All of this takes place within the reactor itself and there is another boundary known as the drywell which the reactor system is inside of…This is a watertite ‘building’ with very thick walls and provisions for monitoring the air inside of it for lekage from the reactor system.

As to the reporting:
Bill Nye the ‘Science Guy’=the control rods are made of Cesium and if they are seeing cesium in the gas that means they have a meltdown… the control rods are made of halfnuim with a zircalloy claddin….the cesium comes from the fission reaction not the rods
he also stated that the hydrogen explosion was probably due to helium and the info got crossed up in the translation—-helium is an inert non flammable gas…
*the hydrogen explosion probably came from the bottles of hydrogen that are stored for injection ofhydrogen into the system to prevent an air accident.

All the comparisons of this to Cherynoble..totally different reactor and system..like comparing a 747 crash to a piper cub…. forget it..

There is a site that is updated as often as they get the information that is knowledgable on this and it is the Nuclear Energy Institue site..you might what to check that out..

Last word is that i am only pro nuclear as long as it is operated safely with the proper safety systems in place to protect the public.  Us folks that work in and around the plants know there is a risk, as there is with any job but we are also very aware that the pulic safety is our highest priority…

Report this

By sdemetri, March 14, 2011 at 12:43 pm Link to this comment

Here is a good site to get accurate information about the reactors’ designs and the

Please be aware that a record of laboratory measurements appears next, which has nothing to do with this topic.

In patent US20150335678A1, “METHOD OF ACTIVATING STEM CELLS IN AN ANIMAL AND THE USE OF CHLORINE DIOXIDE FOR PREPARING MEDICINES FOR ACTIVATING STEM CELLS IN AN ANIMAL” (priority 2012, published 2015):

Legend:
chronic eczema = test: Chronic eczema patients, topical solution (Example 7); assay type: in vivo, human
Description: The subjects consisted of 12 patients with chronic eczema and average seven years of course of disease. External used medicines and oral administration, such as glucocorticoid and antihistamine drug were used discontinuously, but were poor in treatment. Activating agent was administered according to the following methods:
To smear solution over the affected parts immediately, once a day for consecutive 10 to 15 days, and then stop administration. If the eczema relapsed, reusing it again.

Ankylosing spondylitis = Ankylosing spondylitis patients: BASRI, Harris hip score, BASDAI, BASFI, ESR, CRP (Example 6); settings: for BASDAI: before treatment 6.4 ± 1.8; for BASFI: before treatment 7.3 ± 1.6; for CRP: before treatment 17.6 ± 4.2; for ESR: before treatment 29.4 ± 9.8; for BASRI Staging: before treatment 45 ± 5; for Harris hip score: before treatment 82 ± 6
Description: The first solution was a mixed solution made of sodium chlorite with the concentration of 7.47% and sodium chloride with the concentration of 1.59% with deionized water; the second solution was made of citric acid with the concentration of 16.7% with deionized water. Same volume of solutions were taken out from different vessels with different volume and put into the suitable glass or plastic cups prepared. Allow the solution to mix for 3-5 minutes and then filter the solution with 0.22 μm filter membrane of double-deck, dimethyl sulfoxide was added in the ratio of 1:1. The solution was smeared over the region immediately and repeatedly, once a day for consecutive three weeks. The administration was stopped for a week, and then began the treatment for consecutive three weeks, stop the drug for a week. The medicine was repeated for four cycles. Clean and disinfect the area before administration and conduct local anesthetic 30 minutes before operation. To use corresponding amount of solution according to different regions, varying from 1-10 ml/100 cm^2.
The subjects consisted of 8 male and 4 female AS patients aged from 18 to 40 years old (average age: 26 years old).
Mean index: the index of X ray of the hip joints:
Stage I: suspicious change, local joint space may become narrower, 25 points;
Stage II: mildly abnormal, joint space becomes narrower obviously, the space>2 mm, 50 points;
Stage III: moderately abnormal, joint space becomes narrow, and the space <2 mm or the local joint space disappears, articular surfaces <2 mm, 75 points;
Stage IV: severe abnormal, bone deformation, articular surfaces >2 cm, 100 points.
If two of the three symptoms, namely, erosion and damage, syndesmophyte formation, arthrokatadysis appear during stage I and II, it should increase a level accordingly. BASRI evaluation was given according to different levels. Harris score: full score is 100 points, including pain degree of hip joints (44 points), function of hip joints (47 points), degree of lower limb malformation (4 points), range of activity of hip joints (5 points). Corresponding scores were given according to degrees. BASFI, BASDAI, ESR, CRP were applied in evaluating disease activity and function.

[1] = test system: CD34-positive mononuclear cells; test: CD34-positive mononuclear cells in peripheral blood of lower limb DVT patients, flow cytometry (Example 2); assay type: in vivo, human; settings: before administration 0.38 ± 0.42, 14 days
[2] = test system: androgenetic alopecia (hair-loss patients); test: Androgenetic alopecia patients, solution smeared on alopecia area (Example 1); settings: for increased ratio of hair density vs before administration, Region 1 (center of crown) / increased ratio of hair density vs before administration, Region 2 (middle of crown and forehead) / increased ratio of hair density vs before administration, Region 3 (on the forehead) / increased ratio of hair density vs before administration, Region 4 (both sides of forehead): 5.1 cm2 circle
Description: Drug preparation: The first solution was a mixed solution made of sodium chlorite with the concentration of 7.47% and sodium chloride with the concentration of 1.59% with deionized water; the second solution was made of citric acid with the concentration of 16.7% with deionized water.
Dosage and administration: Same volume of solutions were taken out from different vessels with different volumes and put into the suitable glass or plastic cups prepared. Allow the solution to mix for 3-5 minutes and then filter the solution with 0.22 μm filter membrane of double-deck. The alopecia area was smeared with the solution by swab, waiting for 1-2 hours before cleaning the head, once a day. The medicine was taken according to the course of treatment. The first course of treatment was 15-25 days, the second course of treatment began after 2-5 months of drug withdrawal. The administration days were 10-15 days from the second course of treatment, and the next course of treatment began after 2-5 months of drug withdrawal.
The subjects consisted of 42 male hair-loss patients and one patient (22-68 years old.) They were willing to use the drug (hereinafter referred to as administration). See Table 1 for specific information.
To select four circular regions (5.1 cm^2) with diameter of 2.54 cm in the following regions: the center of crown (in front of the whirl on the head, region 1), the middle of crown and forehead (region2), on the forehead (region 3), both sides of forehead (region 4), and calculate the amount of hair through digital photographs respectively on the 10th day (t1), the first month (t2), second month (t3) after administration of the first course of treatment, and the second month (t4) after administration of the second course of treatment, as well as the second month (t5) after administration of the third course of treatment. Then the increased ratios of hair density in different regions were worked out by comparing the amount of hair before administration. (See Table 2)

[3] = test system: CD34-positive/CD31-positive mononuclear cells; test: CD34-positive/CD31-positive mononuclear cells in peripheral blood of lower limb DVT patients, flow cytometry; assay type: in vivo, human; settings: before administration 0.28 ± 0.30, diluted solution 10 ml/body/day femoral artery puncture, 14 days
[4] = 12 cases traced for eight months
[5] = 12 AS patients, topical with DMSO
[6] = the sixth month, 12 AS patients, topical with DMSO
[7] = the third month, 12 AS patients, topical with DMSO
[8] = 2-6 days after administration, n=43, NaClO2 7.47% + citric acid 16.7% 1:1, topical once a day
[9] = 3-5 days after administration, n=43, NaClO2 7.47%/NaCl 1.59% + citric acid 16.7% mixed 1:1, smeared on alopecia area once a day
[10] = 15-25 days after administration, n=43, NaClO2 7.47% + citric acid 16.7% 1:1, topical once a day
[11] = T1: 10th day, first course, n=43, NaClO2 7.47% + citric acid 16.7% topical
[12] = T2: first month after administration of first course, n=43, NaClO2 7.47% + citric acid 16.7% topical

dangers posed by what is happening there:

http://bravenewclimate.com/2011/03/13/fukushima-simple-explanation/

Report this

By Gmonst, March 14, 2011 at 12:04 pm Link to this comment

If that is the case, I suggest, once again, that the area around
Memphis, TN and New Madrid, Missouri be a nuclear plant
concentrate of about 20 or 40 reactors. I couldn’t think of a safer
place to put nuclear reactors in this country because there just
isn’t any significant seismic activity in that area. That way these
centrally located plants could supply the north, east, south and
west of most of america for minimal costs.

I sure hope you were being sarcastic.

http://en.wikipedia.org/wiki/New_Madrid_Seismic_Zone

Report this

By SteveL, March 13, 2011 at 11:12 pm Link to this comment

Atomic energy is the most government subsidized form of electrical production there is.  So far we have spent a tiny fraction of this on safe renewables.  Nuke plants cannot be insured by private insurance period.  In a free market world there would be no nuclear production of electricity.  If San Onofre Nuclear Generating Station blows up the counties of San Diego, Orange, Los